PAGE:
Very often people when are considering getting a divorce they have many questions about the process. The divorce process in California can often seem confusing.
Below are some of the more frequent questions that often arise when people are considering a divorce.
If you wish, you can call my office an schedule a consultation to discuss specific issues in your situation. The consultation is at a reduced fee (a required fee due to legal and privacy requirements).
Can I get a legal separation or an annulment instead of a divorce?
Yes. You can get a legal separation or an annulment (also called a nullity) without having lived in California for six months or your county for three months before filing.
- Legal separation. You may have religious, insurance, tax or other reasons for wanting a legal separation instead of a dissolution. If you obtain a legal separation, you and your spouse will remain married, but the court can divide your property and issue orders relating to child custody, visitation, child support and spousal support, and, if necessary, a restraining order.
- Annulment. If you are granted an annulment, it is as though your marriage never existed. You may be able to get an annulment if you married when you were a minor without the consent of your parents or guardian, or if certain types of fraud or deceit were involved. If you want an annulment, however, you will have to appear in court for a trial.
How do I file for divorce?
Your lawyer will have to prepare a Petition and a Summons. The process is begun by filing your Petition and Summons with the clerk of the superior court. You will have to pay a fee to file these papers unless you have a very low income and qualify for a fee waiver. To obtain the proper forms, purchase a dissolution form packet for a minimal fee from the clerk of your county’s superior court.
Copies of the Petition and Summons, and a blank Response, must be officially delivered (or, in legal terms, served) to your spouse by someone other than yourself who is over the age of 18. The Summons is a paper that notifies your spouse that you are filing for a divorce and that he or she has 30 days in which to file the Response.
In the Response, your spouse then indicates what needs to be resolved by the court. For example, he or she might object to your request for spousal support or sole custody of your children.
More information about divorces and legal separations visit the court’s website at www.courtinfo.ca.gov.
What happens to our children when we separate?
You can determine what happens. The best solution for the children is for the parents to reach an agreement on who will take care of them.
If you and the other parent agree on a parenting plan, a copy of the plan will be included in your dissolution papers. Your parenting plan can become a court order; in most cases, a judge will approve a custody plan agreed upon by both parents.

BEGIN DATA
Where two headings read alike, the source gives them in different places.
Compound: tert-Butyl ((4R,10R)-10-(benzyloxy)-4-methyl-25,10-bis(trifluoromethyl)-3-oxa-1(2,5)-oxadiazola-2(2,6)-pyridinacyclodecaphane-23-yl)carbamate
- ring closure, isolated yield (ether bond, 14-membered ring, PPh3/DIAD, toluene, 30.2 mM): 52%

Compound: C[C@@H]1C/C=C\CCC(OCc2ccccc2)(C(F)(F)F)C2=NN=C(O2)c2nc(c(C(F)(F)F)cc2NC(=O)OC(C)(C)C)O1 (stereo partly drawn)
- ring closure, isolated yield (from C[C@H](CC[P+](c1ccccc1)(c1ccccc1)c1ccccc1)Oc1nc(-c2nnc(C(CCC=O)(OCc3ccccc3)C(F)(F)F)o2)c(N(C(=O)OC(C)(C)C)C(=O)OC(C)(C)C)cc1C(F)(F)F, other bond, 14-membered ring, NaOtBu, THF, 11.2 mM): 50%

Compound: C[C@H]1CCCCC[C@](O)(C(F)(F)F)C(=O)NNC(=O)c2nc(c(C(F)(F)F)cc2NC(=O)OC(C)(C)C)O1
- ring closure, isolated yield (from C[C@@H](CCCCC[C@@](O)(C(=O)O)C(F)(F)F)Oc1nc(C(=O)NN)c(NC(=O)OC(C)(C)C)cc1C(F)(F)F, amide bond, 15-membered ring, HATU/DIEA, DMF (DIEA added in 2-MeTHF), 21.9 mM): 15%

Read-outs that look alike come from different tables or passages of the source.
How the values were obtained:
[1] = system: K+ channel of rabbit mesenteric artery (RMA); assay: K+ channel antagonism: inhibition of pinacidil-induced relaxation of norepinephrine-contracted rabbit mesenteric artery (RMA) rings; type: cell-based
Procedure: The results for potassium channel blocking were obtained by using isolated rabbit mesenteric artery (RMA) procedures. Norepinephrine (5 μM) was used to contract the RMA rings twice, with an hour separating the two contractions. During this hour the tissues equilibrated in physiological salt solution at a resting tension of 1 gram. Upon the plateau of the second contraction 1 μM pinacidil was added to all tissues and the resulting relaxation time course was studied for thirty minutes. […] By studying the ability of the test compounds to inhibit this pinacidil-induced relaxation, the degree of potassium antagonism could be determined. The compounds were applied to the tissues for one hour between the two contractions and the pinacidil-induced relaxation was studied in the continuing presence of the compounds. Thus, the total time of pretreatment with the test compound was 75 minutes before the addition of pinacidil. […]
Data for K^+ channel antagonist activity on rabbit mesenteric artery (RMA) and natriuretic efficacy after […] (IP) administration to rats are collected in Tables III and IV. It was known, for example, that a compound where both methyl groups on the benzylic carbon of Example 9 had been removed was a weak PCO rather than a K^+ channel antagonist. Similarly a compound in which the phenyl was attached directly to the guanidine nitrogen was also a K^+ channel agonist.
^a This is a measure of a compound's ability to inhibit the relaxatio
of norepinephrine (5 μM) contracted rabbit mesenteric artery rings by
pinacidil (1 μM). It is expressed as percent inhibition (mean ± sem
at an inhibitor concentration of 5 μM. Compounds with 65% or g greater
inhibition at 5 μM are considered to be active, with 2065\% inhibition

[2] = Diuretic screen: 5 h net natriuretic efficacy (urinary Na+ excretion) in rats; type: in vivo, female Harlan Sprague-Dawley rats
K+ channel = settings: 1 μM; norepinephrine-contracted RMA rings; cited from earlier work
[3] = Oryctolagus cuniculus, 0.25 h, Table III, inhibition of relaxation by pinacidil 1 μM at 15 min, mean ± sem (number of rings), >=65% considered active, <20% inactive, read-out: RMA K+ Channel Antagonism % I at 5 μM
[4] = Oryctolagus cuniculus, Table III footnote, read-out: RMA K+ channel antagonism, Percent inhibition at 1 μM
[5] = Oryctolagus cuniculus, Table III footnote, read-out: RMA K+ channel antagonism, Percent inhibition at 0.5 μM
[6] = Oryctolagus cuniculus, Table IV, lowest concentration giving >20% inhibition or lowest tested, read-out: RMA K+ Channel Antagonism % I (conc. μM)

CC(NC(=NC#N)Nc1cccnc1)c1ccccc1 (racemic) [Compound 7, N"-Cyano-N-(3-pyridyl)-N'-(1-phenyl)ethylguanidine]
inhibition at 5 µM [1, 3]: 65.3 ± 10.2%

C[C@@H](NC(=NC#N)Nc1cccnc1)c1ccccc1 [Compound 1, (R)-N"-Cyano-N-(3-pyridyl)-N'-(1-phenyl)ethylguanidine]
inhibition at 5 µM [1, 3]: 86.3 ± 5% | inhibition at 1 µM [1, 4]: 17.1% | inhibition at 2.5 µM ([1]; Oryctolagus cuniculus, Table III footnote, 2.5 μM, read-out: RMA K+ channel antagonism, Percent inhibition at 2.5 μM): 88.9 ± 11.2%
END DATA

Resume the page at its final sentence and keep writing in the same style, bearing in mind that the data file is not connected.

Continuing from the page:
You and the other parent are both responsible for supporting your children if they are under age 18.
The amount of support to be paid by one parent to the other is based on established California State guidelines. Computer programs are available for helping parents determine who will pay such support, and how much is to be paid.
Significant factors include each parent’s income and the amount of time each of you spends caring for the children.
Such support need not be reported as income for federal and state tax purposes, and the parent paying such support is not entitled to a tax deduction.
If necessary, you may request a wage assignment order. This is an order that requires a parent’s employer to make child support payments directly to the parent entitled to receive support.
Do I need a lawyer?
Property settlements and child custody disputes can be very complicated. A lawyer can tell you how a judge may divide your property and help you put your property settlement agreement into writing.
A lawyer can help you understand your rights and duties concerning your children. A lawyer can assist you if an unexpected problem comes up.
And a lawyer can advise you on how much money, if any, you should pay or receive for spousal or child support.
Lawyers who handle dissolution and custody cases are called family law attorneys.
In addition, there are alternatives to hiring a lawyer who will represent you throughout all stages of your divorce.
You could, for example, choose limited representation instead—hiring an attorney who will assist you at particular stages of your divorce. Whether this would be a good option for you could depend on the complexity of your case and your financial situation. Generally, limited representation involves less cost.
While some attorneys will not work solely on portions of a case, others will agree to act as collaborative attorneys or consulting attorneys (also called coaches or providers of unbundled legal services).
Still Have Questions?
Having handled many many divorces, legal separations and child custody issues, I know that the reading of a web page does not answer all of the questions that you have.
Call my office to set up a consultation to discuss the specifics of your sitation. While this consultation appointment is not free, I think that you will find that the reduced rate consultation will be worth the time and the small fee that are required.